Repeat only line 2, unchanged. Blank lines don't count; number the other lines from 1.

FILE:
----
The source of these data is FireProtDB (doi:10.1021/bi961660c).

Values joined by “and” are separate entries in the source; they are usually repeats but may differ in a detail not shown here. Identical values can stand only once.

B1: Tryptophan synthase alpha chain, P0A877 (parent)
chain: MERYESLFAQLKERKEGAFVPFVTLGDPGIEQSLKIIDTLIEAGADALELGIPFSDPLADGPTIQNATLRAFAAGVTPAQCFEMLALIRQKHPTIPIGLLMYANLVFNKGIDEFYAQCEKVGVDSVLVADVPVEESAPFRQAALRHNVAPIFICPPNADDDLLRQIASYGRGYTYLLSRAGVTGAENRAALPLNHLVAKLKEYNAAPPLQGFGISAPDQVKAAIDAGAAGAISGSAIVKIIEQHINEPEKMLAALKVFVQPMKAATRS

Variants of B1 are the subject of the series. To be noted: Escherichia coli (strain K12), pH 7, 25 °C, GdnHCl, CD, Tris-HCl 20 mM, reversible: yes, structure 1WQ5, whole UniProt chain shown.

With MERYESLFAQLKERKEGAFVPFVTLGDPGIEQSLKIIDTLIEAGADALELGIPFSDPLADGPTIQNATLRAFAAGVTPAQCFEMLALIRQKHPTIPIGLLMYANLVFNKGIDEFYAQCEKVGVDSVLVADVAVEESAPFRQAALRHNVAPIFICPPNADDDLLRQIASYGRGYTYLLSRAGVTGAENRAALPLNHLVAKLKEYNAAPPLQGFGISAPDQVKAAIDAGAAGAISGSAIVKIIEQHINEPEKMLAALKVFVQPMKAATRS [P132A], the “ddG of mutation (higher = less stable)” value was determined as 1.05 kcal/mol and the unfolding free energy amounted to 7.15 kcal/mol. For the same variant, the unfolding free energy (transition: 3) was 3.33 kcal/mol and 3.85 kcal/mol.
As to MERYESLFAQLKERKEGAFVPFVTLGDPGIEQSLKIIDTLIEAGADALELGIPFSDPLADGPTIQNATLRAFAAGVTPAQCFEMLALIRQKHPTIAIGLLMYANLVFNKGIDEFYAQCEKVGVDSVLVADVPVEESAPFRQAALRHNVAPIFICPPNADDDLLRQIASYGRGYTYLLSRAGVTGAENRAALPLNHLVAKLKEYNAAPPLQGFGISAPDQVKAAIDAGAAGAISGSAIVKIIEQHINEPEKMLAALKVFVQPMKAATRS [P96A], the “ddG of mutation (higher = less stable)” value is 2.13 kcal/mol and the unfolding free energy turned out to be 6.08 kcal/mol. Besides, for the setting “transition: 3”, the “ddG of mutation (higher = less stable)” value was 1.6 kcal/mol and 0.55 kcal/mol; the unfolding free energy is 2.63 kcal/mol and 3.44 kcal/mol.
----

Values joined by “and” are separate entries in the source; they are usually repeats but may differ in a detail not shown here. Identical values can stand only once.